Growing up with 10 siblings, she spent weekends working with her family doing seasonal field work. She faced a lot of challenges as a child and noticed a lack of services for her fellow tribal members. She credits her mother with teaching her to stand up and fight for what she wanted in life.
She earned a bachelor's in elementary education and then a masters in multicultural education.
She began her career as a school teacher at Tempe Elementary Schools, before she moved to Tucson to teach in Tucson Unified School District.
At the UA, Gonzales coordinated two programs: Manos a la Vida, addressing the needs of women with breast cancer within the Hispanic community, and a program working with Israeli Bedouins and Tucson Yaquis.
Gonzales also administered programs at Arizona State University, such as the Native American Apprentice Teacher Program to train indigenous teachers, and the Arizona Tri-Universities for Indian Education, aimed at encouraging tribal members to attend the university.
Her sense of community and social work, combined with her background as an educator, inspired her to enter politics.
She was elected to the Pascua Yaqui Tribal Council, where she served from 1992 to 1996. In 1997, she won a seat in the Arizona Legislature. She lost a 2002 House race and switched gears to her career in education, serving as the education director of the Pascua Yaqui Tribe. She won the LD 3 House seat in 2012.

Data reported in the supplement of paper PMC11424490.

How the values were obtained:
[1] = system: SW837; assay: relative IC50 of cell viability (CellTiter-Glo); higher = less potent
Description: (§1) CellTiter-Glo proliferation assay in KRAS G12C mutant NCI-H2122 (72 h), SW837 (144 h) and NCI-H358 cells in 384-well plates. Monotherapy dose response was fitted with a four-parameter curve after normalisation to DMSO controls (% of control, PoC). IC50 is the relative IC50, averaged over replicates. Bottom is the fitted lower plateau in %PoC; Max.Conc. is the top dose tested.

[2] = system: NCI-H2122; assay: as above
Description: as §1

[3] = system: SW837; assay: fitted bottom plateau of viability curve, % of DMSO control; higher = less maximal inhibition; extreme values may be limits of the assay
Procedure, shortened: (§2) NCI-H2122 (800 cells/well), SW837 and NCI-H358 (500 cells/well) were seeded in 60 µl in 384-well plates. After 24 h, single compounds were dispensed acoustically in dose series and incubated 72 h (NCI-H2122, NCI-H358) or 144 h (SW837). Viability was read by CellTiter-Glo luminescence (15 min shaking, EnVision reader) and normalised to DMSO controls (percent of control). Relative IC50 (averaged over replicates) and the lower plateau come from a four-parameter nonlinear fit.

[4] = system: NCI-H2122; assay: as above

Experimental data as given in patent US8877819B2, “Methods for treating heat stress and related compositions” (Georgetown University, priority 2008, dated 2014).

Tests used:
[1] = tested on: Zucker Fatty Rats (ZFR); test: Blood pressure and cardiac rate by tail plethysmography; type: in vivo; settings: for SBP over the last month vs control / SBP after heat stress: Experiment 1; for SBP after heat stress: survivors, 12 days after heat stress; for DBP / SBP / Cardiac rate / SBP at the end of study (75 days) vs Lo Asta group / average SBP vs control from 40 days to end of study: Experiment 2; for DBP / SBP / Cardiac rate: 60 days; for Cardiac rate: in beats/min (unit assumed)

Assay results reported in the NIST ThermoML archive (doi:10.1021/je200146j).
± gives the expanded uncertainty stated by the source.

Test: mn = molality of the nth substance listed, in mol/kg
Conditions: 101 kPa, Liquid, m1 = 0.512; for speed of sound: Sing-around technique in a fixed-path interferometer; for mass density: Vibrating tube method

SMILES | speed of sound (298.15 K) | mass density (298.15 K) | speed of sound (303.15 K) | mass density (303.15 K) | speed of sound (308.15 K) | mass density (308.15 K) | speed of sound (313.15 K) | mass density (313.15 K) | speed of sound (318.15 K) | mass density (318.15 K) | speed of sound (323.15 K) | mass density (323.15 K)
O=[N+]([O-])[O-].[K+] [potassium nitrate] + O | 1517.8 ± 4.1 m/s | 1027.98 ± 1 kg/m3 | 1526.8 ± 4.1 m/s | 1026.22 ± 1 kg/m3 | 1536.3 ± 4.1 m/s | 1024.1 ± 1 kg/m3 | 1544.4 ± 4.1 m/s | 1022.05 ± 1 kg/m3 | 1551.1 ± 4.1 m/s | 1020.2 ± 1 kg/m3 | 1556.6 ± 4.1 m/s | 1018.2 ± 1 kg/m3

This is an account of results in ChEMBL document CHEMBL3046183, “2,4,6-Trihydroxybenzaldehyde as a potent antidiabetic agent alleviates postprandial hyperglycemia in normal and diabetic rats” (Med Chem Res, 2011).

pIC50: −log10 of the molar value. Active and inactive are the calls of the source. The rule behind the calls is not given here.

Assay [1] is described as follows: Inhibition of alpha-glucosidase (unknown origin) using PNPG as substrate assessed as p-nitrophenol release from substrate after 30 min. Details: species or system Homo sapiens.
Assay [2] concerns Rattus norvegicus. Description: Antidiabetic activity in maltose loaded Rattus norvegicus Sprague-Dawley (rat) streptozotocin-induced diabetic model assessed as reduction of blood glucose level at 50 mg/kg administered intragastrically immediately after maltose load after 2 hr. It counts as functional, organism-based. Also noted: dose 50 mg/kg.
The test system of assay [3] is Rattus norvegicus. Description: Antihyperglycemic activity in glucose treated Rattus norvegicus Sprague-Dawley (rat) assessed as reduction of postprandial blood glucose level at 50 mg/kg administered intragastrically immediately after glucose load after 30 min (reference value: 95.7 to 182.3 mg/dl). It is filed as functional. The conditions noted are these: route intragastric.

Gonzales' agenda includes social services, mental health services and prevention programs to help parents struggling with substance abuse and alcoholism, in order to provide their children with a safe environment. Another priority is healthcare, which she considers a right.
"As a state, we need to provide healthcare to all citizens, whether they can afford it or not," she says.
Although she had a long career in Pima County government, Villegas hasn't sought public office before launching her campaign for the Arizona Senate. She says LD 3 Sen. Olivia Cajero Bedford, running for the House, encouraged her to run for Senate. She says she'll use her "fresh ideas and experience on the ground" to better her community.